Afterwards, Paul broke down how the team’s final possession developed: “I missed that free throw with 17 seconds left. I wasn’t too nervous because even if they get the two free throws, we get the last shot. I get a chance to end the game. As I was dribbling, I thought Jamaal Tinsley was going to come double me, and try to get the ball out of my hands. And then when [Jordan] came up for the ball screen, I wasn’t worried about Hayward, I was looking at Al Jefferson and I could tell he was about to blitz me. Any time two guys come trap me, I’m always going to attack the slower guy. If they wouldn’t have called the foul, I was right around Al anyway.”

Stat Line of the Night: Griffin notched another big game against Utah, going for 22 points on 7-of-10 shooting and 8-of-9 from the line, 13 rebounds, and three steals, including two lobs to Jordan. He also forced a tough runner by Paul Millsap on Utah’s third to last possession, eventually collecting the rebound when Barnes tipped it out to him.

More Stats: 

Jordan. Playing the most minutes (33) that he has the Clippers’ last visit to Utah, he finished with 16 points, 10 rebounds and three steals. It was Jordan’s fifth double-double on the year.

Paul had a season-high 29 points to lead all scorers, adding six assists.

Foye. Despite cooling off late, he still scored a season-high 28 points, going 5-for-9 from 3-point range and adding five rebounds.

Hot: Both teams from the foul line. The Jazz went 37-of-40 (92.5%) from the free throw line, marking the first time since 1995 that they made at least 37 free throws and shot at least 92%. Three players attempted eight or more, including 11 for Hayward. The Clippers were not as adept, but still managed 33-of-41 (80.5%) with Paul earning a game-high 14 foul shots, making all but one.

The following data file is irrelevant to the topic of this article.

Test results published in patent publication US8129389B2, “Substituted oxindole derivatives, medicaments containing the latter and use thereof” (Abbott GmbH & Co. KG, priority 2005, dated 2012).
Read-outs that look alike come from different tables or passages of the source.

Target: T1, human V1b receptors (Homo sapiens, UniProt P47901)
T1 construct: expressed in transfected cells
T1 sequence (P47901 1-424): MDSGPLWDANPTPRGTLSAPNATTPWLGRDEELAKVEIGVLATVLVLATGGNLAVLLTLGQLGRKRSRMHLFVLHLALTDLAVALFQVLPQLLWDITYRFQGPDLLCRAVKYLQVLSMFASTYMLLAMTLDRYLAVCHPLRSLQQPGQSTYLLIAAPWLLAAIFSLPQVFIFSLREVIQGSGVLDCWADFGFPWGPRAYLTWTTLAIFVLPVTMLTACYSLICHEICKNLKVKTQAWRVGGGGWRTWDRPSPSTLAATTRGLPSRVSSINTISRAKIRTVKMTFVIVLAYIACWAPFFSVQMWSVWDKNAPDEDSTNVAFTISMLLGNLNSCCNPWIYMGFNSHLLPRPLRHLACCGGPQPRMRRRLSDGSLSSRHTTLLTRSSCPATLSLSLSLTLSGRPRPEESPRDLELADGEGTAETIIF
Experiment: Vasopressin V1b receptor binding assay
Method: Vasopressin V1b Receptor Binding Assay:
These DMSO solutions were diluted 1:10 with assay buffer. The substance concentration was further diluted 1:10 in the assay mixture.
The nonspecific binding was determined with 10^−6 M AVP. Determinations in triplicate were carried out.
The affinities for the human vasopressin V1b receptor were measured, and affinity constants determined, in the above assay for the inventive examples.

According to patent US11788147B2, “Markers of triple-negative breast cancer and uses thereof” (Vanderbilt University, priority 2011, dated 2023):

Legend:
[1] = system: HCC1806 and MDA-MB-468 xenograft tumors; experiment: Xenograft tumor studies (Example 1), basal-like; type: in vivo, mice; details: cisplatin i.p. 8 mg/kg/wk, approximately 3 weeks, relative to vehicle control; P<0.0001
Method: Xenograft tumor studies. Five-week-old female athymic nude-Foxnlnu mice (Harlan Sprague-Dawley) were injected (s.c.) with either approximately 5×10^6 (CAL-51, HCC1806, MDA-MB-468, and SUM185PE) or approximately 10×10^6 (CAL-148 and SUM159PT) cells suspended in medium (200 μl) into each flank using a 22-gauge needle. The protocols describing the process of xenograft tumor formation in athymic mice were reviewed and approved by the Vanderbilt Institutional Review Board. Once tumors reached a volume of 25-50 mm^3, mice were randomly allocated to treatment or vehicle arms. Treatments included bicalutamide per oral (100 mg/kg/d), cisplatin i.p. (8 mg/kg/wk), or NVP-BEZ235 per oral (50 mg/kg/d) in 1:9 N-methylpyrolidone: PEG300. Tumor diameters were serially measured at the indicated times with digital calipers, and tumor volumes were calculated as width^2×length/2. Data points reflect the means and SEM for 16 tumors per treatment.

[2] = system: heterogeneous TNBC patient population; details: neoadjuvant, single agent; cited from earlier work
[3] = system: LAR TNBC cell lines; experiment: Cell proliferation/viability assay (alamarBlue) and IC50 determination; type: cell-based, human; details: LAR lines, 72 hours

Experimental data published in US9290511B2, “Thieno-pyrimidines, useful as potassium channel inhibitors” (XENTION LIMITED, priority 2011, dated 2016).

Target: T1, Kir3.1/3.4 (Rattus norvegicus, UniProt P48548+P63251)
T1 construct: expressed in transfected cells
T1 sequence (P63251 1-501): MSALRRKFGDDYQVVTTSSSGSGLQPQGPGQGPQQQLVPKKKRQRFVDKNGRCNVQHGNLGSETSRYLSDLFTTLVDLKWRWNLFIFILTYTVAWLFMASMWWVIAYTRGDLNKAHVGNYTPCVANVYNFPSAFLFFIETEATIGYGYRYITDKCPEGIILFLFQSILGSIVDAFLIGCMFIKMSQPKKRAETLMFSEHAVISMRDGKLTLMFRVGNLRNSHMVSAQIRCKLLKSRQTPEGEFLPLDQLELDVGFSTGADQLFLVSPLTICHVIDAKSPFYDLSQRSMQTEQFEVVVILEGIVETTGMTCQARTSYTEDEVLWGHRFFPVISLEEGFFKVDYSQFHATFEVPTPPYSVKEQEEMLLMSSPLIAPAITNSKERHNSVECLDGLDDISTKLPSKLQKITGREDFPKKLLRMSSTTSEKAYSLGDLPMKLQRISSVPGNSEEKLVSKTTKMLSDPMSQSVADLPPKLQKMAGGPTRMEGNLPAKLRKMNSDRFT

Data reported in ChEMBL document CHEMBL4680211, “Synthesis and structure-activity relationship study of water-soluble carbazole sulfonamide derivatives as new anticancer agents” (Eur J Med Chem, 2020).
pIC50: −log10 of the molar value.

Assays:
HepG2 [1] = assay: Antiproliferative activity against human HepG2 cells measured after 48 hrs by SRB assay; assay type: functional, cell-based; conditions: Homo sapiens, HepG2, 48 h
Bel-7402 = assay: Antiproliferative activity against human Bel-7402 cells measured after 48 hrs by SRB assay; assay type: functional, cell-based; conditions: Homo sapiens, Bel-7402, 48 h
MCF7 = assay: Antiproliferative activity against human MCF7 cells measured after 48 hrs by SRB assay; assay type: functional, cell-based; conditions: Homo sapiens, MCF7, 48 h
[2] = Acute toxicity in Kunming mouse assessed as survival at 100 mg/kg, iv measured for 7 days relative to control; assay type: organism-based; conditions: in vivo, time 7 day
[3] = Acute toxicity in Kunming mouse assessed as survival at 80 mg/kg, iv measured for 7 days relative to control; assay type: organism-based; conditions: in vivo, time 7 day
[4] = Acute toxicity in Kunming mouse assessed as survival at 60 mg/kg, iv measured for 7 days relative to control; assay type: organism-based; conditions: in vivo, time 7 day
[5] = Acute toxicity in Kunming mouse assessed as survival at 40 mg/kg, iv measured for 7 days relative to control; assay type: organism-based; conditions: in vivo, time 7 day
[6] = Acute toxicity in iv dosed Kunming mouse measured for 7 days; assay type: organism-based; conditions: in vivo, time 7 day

Not: The Clippers in the second quarter. After outscoring their opponents in 23 games this season, the game turned in the second quarter when the Clippers bench could not keep Utah’s reserves out of the lane or off the free throw line.

“The bench tonight in the second quarter I thought was a little lethargic,” Del Negro said. “[The Jazz] jumped on us. They were more aggressive. They were getting to the free throw line. They were beating us down in transition.”

The Jazz went 14-of-15 from the line in the quarter and outscored the Clippers’ bench 26-4. At one point in the quarter, the Clippers were assessed defensive fouls on four consecutive possessions with an illegal screen by Jordan sandwiched in between.  


On the game:

Griffin: “This one is a great win for us because we kind of needed a challenge and something to prove not only everybody else but to ourselves that we can still win close games like this and win a game down 19 in the third quarter.”

Jazz head coach Tyrone Corbin: “It’s all tough. On our home court. We had a lead we gave up the lead but we continued to fight. We made some mistakes but we fought our way through it and had a chance to win the ball game at the end. Unfortunately they got a lot of free throws.”

On the difference in the game:

Crawford: “We dug it. We did it with our defense. When the defense is clicking the offense becomes easy. For us, it’s all about getting stops and getting in transition and getting easy baskets.”

On his 3-point plays in the fourth quarter:

Jordan: “That was good, man. It really boosted my confidence. And I did call glass on a couple of those. I called glass. I said it in my head.”

Notes: It is the 23rd winning streak in NBA history to last at least 16 games… Jazz guard Mo Williams (thumb) did not play against his former team… The Clippers are a league-best 10-3 on the road... L.A. picked up its third straight victory in Salt Lake City, the last time the franchise won three straight in Salt Lake was 1979-1981 as the San Diego Clippers… Hayward had 17 points for the Jazz… According to Del Negro, Lamar Odom “twisted” his right ankle late in the first quarter. “He’s a pro. He’ll be ready to go,” Del Negro said. “He’s alright.”


6:30 PM